But then, there are the more 'elite' series, where a winemaker can have some fun.
I loved the Whole Cluster series and, to a lesser extend, the Free Run and Wild Fermentation series - all three from the Segal side of the business. The Barkan side offers the Beta series, which is a sort of experimental, limited series that, as far as I know, targets hipster Tel Aviv joints. The series offers two local grapes, Marawi and Argaman, as well as a Riesling. An odd trio, by any standard.
This is one of our few indigenous grapes, a fact that usually triggers one of two reactions. One: it's a food grape - I'm not so sure this is actually true and this complaint ignores the fact that during the days of the muslim Turkish Empire, many wine grapes were raised and likely fermented on the sly, but sold for food consumption. Two: if it was any good, everyone would be doing it. This ignores the fact that Emerald Riesling was made here for years while the 'real' Riesling was ignored. So much for the knowledge of the masses.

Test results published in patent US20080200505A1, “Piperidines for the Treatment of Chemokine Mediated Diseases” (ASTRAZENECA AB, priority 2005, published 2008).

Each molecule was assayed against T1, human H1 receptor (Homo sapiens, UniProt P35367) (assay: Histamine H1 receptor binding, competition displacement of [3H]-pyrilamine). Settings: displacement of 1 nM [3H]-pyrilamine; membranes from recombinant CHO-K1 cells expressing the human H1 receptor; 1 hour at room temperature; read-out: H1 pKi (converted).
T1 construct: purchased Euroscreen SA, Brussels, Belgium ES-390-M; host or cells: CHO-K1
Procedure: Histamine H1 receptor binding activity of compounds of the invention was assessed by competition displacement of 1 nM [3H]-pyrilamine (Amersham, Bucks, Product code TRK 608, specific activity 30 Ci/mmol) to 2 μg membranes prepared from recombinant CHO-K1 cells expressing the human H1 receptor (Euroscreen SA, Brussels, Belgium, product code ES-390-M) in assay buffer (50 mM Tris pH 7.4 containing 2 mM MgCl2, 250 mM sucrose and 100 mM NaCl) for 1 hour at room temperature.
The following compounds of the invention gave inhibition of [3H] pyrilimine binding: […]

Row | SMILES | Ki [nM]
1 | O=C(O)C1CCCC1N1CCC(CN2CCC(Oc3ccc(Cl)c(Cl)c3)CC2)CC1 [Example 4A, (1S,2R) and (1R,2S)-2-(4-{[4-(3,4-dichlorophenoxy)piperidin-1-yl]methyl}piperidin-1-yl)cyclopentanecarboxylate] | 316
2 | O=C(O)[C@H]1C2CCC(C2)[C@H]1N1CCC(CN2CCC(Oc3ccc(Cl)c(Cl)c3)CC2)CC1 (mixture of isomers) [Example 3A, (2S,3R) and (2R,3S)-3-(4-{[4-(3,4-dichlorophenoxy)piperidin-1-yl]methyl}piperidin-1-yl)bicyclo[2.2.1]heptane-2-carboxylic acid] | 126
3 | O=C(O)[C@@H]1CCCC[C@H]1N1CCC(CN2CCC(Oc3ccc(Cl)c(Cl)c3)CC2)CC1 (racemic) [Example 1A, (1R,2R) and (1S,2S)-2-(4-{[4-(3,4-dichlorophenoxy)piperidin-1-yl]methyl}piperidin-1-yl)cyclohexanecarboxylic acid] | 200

As for the wine itself, you need to wait and let some acetic aromas blow away. They turned me off, at first, and I was thinking, maybe Marawi wasn't made to be. But the nose turned out to be intriguing, herbal and chalky, with a touch of roasted bread crust. The palate is rather light, but still manages to sustain enough presence and flavors for a good brunch. Remember that not every painting needs to be an oil painting and you're might be in for a sneaky treat.
This, also, is a sort of indigenous grape, in the sense that it was engineered specifically for Israel. Barkan-Segal made it during Feldstein's days at Segal in the previous decade, and now we have this. Admittedly, I've had better Argamans, but still, this has a certain charm in its right, a peppery, light red, reminding me of a Gamay from the Loire.